cover image Livin’ Just to Find Emotion: Journey and the Story of American Rock

Livin’ Just to Find Emotion: Journey and the Story of American Rock

David Hamilton Golland. Rowman & Littlefield, $33 (312p) ISBN 978-1-5381-8701-2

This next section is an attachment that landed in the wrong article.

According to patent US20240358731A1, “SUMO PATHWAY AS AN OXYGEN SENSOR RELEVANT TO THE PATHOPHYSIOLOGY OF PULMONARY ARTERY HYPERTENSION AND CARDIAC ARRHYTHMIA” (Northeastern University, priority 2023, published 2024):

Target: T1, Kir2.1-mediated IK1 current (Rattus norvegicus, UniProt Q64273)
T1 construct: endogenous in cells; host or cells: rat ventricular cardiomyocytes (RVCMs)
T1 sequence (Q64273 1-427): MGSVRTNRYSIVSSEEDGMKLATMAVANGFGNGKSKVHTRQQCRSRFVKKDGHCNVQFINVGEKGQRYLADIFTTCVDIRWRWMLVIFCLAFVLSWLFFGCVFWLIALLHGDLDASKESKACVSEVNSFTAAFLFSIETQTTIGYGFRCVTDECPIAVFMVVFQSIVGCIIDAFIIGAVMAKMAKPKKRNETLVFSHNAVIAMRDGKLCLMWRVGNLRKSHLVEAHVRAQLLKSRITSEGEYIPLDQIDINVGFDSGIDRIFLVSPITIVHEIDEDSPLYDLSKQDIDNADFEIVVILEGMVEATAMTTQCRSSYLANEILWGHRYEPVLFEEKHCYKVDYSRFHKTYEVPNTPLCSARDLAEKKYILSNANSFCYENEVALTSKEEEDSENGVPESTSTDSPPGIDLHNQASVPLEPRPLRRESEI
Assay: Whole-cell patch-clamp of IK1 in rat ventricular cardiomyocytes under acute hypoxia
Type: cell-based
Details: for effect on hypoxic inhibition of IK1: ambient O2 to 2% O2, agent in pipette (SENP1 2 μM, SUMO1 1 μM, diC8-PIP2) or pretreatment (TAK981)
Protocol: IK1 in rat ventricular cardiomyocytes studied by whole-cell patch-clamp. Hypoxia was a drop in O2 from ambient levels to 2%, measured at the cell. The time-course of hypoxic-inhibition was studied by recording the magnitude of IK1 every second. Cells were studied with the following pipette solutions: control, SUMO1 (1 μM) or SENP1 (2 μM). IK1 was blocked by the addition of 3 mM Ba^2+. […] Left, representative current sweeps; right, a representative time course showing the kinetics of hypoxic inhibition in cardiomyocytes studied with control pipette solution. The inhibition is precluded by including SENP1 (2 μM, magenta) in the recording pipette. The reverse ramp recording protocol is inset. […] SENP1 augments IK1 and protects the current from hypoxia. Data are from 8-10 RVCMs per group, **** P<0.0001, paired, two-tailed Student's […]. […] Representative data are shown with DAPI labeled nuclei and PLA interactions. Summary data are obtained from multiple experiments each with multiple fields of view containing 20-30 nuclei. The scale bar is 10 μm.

Monmouth University history professor Golland (A Terrible Thing to Waste) leaves no stone unturned in this fine-grained chronicle of the rock group Journey. Formed in 1973 as a “progressive rock” band, Journey’s lackluster sales had Columbia Records close to ending their contract in 1977, when “crooning tenor” Steve Perry joined as frontman, bringing with him a sound inflected by the smooth, “beguiling” vocals of Black soul singer Sam Cooke. The band’s 1981 album Escape featured such hits as “Who’s Crying Now” and “Don’t Stop Believin’,” which catapulted the group to superstardom. Following a burned-out Perry’s 1987 departure, “Don’t Stop Believin’ ” cemented the band’s legacy as a nostalgic cornerstone of white American culture whose songs are piped through ballparks and used by TV shows and movies. Golland meticulously colors in the band’s artistic conflicts and power struggles, paying particular attention to Perry’s decision to leave, but he’s at his most convincing when he interrogates the racial dynamics at play in the band’s success. Under Perry, Golland contends, the group’s music could border on a “modern form of minstrelsy,” capitalizing on “the racial backlash of the ’70s by producing music rooted in soul and rhythm & blues for a largely white, working-class audience... that didn’t want to listen to Motown because it was ‘too Black’ but was perfectly happy listening to five white dudes play... hot Motown wax.” Golland’s passion and precision make this a pleasure. (Feb.)